Find your passion and own your career path, CEOs tell job seekers

Employers are looking for people who are eager to work and want to constantly learn. Be humble, listen, and show a desire to keep growing. But most importantly, you have to be patient, because it takes years of hard work, focus, collaboration and adaptation to land your dream job. Be willing to work for it, and you will succeed.

Tony Argiz, chairman, CEO, Morrison, Brown, Argiz & Farra, LLC (MBAF)


Don’t be afraid to start at the bottom. Employers are looking for talent and your willingness to work your way up within a company is a good way in the door.

Jennifer Cramer, CEO, co-founder, The Spice Lab


You are all very lucky coming out of college in a very robust job market. Your “dream” job today might not be your dream for the rest of your life, so don’t be afraid to explore and find something you might find fulfilling and challenging. For those of you who don’t know what their dream job is yet, don’t worry. Find a job that will give you a stepping stone for some other potential endeavor. Go into an internship in a field you might find interesting and be confident that with hard work, responsibility and an open mind, your dream job will eventually find you.

Maurice R. Ferré, CEO, chairman, INSIGHTEC


Landing your dream job is secondary to identifying the job itself. Seek a company that will provide you with learning opportunities, a culture of mentoring, empowerment and inclusion where you would feel safe to take a risk and ask questions and present your ideas. Having clarity about your own expectations will increase the chances of landing the job. Recognize how little you likely know but be confident in your ability to learn. When Stantec is seeking entry level employees, we look for passion, cultural fit and attitude. We can teach job-related knowledge.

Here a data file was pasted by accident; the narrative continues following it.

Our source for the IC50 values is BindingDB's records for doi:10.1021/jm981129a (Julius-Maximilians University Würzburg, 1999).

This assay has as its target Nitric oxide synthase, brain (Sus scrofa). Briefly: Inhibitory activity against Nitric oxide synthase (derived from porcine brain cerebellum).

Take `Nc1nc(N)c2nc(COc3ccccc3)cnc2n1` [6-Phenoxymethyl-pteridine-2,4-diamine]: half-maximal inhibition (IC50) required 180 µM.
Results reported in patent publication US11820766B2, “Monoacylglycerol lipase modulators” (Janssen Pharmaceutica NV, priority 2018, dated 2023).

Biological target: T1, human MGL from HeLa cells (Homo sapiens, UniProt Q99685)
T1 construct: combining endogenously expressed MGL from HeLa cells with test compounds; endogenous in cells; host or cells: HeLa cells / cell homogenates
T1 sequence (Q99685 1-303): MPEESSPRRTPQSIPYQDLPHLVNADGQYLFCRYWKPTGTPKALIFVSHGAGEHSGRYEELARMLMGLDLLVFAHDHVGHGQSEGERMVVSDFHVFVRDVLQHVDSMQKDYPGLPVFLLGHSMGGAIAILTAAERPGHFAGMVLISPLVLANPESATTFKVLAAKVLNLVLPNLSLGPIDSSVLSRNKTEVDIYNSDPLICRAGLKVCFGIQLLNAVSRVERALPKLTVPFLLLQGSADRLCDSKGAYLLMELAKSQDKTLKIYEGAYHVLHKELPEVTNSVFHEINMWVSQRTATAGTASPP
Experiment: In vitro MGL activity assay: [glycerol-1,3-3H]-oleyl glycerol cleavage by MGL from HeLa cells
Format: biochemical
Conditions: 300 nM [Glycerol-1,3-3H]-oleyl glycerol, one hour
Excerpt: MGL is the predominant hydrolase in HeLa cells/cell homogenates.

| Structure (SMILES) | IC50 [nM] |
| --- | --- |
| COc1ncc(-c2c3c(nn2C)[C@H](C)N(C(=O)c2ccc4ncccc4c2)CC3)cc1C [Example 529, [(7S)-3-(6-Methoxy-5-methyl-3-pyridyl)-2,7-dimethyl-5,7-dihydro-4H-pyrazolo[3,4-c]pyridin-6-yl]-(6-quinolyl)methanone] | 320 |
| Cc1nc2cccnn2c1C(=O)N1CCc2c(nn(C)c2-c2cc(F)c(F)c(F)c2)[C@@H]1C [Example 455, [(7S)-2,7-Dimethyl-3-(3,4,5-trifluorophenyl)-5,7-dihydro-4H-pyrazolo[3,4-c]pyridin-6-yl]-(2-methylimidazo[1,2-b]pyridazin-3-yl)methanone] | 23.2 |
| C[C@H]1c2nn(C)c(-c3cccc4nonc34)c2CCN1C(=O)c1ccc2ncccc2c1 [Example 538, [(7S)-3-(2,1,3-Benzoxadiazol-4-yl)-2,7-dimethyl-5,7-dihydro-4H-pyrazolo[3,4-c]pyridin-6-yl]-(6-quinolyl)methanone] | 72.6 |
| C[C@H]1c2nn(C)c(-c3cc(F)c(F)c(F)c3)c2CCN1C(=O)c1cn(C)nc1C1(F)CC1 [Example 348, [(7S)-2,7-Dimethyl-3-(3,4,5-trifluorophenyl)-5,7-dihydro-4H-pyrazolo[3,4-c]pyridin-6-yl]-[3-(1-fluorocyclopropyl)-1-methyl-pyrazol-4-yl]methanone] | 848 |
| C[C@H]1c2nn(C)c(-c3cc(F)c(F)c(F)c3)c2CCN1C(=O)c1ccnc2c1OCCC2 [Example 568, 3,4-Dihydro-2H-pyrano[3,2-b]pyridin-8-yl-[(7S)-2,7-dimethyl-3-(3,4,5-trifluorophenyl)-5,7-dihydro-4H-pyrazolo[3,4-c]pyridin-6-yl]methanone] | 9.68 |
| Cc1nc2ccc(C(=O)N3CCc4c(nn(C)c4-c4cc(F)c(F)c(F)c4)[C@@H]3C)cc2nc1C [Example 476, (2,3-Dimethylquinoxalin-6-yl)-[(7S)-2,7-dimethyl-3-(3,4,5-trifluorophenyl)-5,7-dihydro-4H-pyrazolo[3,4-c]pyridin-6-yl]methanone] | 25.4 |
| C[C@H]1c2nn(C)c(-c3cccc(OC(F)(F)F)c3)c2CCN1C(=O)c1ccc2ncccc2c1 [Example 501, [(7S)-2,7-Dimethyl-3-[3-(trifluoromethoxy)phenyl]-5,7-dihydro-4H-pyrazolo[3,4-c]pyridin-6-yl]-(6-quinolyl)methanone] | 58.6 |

Adriana Jaegerman, senior principal, managing leader, Stantec


I would give them the exact same advice Pam, my brilliant (and sassy) step-daughter, gave my two sons when they were first entering the job market:

“Look: your first job WILL stink. You will hate it. You will want to quit the first day! The next job will probably be the same. And the next. And the next. But, eventually, you’ll get a job and notice that, for whatever reason, it stinks less than the prior ones. You’ll figure out why that is — the workplace, the boss, your co-workers, the company culture, etc. — and that will continue until you’ve had the experience to know what you like and what you don’t like, then continue until, hopefully, you find the job that truly makes you happy. Or at least the one that stinks the least.”

As admittedly cynical (and sassy) as Pam’s advice was, I think it is right on the money: Except for a few lucky souls, the overwhelming majority of graduating college seniors don’t have a “dream job” waiting for them simply because they have yet to define their “dream”. Experimentation is critical: Get out there, narrow your interests, try different jobs, find what you like, and keep tweaking. But move forward relentlessly, always cultivating your curiosity. A person ultimately becomes a reflection of their collective experiences; the more we experience, the more we naturally gravitate toward what we find fulfilling, career-wise and otherwise. None of the process is a waste of time. I’m not sure I would be practicing investment immigration law today but for the many nights I spent mopping the gnarly bathrooms of the Rathskellar at 3 a.m. my freshman year at UF. Talk about motivation!

A lot of young attorneys have, over the years, told me that I have their “dream job.” I always carefully explain that as blessed and grateful as I am for my profession, it was never my “dream”…it’s just the one I’ve found that, for me, “stinks the least.”